One of the problems that have been holding back fuel cell technology from wide scale adoption has been the cost -- fuel cells harness electricity created when two materials are mixed together in the presence of a chemical catalyst, which so far has been something expensive like a platinum alloy.
Researchers at Brigham Young University think they have a better idea -- use cheap, widely available weed killer as a catalyst.
Gerald Watt, a professor at BYU (and direct decendent of James Watt, the inventor of the steam engine), announced the development of a new kind of fuel cell that creates electricity from glucose and other sugars using a common weed killer as the catalyst.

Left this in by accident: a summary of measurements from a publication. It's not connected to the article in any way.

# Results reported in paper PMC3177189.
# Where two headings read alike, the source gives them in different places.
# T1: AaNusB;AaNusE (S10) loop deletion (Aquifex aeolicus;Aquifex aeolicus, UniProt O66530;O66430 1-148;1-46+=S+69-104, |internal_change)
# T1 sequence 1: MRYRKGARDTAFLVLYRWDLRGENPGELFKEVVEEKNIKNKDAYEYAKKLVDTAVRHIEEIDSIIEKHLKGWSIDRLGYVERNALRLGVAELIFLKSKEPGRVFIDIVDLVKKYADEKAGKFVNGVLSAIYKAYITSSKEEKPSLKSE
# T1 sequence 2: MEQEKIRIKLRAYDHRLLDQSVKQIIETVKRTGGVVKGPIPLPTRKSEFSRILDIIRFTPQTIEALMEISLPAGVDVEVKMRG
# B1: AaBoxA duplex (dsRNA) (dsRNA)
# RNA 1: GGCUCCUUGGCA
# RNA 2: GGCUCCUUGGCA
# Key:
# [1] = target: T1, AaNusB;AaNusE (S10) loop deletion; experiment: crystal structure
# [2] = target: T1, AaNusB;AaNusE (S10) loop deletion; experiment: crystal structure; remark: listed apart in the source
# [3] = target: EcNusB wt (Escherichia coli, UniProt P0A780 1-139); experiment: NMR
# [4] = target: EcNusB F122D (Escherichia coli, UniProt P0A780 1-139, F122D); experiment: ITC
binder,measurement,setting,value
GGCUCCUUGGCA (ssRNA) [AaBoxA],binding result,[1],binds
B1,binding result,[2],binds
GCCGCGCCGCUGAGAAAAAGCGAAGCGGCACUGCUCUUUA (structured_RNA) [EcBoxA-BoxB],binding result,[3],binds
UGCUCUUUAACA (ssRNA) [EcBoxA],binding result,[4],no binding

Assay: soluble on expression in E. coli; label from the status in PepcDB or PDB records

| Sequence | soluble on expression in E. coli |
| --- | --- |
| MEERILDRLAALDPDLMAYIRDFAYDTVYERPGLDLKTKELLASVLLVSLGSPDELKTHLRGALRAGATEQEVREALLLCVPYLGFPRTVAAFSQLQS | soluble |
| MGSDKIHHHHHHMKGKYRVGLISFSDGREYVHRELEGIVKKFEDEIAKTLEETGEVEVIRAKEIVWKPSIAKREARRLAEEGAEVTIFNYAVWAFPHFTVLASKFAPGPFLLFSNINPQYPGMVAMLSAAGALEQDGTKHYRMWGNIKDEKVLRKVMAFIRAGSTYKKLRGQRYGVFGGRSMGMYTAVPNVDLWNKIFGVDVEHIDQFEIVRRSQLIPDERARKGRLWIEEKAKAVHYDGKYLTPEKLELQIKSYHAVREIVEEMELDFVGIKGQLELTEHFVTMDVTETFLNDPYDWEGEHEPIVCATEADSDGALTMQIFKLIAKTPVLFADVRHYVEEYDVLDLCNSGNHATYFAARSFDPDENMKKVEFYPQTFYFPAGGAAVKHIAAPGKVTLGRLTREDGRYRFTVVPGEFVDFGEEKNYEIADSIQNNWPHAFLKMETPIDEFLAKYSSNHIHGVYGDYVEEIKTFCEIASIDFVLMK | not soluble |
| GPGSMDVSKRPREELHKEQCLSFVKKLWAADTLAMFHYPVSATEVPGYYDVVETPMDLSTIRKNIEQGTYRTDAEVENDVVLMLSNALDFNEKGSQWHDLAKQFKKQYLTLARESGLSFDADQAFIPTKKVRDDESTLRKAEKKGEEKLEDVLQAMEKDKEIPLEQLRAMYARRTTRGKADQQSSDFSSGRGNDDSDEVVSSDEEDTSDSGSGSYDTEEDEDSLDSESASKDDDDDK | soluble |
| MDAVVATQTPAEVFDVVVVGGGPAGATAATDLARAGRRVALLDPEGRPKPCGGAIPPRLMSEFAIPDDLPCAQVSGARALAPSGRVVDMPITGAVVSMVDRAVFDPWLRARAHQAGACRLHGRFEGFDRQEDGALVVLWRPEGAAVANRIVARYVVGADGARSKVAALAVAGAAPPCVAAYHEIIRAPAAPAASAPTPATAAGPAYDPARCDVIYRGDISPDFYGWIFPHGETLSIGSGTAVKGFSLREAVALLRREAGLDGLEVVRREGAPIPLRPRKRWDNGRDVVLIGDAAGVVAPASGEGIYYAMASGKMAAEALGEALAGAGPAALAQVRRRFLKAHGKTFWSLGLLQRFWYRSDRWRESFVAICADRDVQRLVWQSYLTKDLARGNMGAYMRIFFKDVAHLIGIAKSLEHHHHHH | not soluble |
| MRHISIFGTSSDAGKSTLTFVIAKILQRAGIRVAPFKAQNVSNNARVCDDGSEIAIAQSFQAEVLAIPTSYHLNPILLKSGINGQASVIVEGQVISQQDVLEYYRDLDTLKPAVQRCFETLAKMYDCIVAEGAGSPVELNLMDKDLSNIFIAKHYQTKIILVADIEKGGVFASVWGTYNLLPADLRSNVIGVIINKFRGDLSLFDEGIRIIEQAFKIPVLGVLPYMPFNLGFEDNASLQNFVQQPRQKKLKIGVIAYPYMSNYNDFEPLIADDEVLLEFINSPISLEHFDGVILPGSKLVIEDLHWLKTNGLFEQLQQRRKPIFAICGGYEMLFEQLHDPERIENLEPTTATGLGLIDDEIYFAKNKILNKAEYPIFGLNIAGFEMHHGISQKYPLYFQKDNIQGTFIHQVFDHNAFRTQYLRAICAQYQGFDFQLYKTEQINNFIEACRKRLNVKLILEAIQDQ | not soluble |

Their paper will be published in the October issue of the Journal of The Electrochemical Society. Since writing the paper, Watt's team has already doubled the power performance of their cell.
I'm not super excited about the idea of having to dump bottles of pesticides in my (future) car, but it is a good reminder that we haven't even begun to scratch the surface of what's possible with fuel cell and other renewable technologies. Today we figured out how to run a fuel cell with pesticides; hopefully tomorrow we'll find out how to do it with something more benign.
Mr. Watt's discovery is all the more important because the carbohydrate-based fuel cells his team is working on are powered by plant-derived fuelstocks, not liquid hydrogen, which can be more difficult and expensive to store and transport. The world needs cheap fuel cells.
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